The limits of permissible change in US politics and policy: learning from the Obama presidency
deHaven-Smith, L, Kouzmin, A, Thorne, K & Witt, MT 2010, ‘The limits of permissible change in US politics and policy: learning from the Obama presidency’, Administrative Theory & Praxis, vol. 32, no.1, pp. 134 -140.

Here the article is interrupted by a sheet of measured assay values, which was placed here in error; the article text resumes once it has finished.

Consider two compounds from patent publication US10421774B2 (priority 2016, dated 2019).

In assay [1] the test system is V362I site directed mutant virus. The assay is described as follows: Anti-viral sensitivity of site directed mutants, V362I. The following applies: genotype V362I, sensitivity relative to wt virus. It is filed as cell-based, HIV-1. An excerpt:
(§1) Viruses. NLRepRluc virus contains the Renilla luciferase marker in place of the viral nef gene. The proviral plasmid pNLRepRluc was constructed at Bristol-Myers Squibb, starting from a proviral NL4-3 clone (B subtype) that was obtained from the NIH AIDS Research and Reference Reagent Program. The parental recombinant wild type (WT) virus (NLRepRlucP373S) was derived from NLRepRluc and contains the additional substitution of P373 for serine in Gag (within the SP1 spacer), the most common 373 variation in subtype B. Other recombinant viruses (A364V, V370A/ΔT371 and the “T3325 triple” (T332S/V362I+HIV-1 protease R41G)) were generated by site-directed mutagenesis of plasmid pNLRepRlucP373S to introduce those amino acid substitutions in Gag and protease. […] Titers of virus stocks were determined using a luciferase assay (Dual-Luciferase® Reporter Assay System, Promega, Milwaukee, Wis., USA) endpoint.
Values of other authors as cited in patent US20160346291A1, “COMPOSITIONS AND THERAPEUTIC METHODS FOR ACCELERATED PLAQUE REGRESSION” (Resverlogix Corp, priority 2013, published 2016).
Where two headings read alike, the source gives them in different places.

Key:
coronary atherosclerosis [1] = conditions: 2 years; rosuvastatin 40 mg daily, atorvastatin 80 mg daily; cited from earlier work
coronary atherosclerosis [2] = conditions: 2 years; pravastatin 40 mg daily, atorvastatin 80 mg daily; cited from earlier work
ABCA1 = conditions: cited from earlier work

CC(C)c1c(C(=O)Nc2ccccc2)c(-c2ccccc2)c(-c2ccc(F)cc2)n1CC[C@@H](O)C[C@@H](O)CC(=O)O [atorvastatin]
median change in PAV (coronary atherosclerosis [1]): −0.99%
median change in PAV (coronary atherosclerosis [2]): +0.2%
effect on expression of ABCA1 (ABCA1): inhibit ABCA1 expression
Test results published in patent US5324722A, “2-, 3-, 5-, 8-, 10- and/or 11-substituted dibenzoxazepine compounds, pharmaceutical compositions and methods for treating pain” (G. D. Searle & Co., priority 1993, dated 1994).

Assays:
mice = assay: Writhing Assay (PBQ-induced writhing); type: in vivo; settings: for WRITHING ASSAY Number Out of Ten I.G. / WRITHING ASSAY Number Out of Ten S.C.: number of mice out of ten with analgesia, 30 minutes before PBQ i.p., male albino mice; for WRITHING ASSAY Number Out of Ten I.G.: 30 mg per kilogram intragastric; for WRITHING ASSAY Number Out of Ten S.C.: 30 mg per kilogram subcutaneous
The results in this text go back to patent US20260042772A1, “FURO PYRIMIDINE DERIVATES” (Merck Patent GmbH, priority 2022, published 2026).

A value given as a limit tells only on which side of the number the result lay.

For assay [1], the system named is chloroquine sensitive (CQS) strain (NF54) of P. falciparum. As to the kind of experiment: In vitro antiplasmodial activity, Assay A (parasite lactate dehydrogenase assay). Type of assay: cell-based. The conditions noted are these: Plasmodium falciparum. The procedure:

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Barack Obama's election to the presidency offers scholars a rare opportunity to test their theories of modern representative democracy and US government. Different theories imply different trajectories for US politics and policy under Obama's leadership. In this article, the authors present one such theory, draw out its prognosis for the new administration, and contrast their predictions with those that follow from other, competing perspectives. In so doing, they are making some predictions for the record and hoping others will do likewise. It should be noted at the start that none of the many theoretical traditions currently active in political science and public administration would predict that Obama's policies will depart dramatically from those of his predecessor. The one area where Obama may be forced by his position as president to confront the treasonous guardians of American militarism, imperialism, and capitalism is in dealing with the war crimes of the Bush administration.